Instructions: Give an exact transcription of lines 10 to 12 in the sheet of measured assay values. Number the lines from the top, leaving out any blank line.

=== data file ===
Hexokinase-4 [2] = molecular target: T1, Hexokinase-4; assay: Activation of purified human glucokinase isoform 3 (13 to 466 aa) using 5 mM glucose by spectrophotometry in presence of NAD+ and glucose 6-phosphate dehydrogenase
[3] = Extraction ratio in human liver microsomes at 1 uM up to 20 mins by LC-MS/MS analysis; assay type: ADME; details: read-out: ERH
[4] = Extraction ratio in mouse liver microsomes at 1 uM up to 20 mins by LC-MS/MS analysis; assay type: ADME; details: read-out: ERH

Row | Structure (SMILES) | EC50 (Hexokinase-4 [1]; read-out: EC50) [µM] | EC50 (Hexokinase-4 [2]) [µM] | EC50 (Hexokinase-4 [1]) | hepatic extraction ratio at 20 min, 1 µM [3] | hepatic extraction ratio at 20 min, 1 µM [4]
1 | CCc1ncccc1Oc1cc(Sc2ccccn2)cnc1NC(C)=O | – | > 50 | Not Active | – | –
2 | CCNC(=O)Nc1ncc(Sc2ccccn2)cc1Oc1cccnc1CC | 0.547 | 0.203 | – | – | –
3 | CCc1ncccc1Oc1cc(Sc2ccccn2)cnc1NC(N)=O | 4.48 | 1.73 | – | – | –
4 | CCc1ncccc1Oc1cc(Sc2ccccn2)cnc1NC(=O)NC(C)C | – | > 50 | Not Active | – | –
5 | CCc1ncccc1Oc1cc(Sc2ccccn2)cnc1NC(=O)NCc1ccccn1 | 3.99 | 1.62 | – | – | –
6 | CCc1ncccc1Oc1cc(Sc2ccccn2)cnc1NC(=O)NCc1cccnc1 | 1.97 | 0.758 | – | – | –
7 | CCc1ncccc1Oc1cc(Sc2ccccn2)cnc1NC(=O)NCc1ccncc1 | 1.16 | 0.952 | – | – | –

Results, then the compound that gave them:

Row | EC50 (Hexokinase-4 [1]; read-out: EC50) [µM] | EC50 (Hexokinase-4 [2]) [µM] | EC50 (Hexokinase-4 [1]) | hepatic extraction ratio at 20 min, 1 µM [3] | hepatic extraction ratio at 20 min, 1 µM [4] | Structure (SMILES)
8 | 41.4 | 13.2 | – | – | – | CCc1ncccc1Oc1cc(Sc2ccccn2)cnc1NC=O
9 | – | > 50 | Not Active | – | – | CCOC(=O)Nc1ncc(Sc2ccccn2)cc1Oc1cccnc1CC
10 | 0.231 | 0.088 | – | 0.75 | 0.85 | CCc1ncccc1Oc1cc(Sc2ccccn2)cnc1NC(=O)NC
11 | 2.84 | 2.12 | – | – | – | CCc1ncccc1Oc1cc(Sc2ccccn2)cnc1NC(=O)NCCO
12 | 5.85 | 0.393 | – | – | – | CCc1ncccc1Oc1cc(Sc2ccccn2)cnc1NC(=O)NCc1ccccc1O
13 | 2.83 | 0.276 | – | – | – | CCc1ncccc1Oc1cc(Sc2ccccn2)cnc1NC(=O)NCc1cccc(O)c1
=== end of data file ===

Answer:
6 | CCc1ncccc1Oc1cc(Sc2ccccn2)cnc1NC(=O)NCc1cccnc1 | 1.97 | 0.758 | – | – | –
7 | CCc1ncccc1Oc1cc(Sc2ccccn2)cnc1NC(=O)NCc1ccncc1 | 1.16 | 0.952 | – | – | –

Results, then the compound that gave them: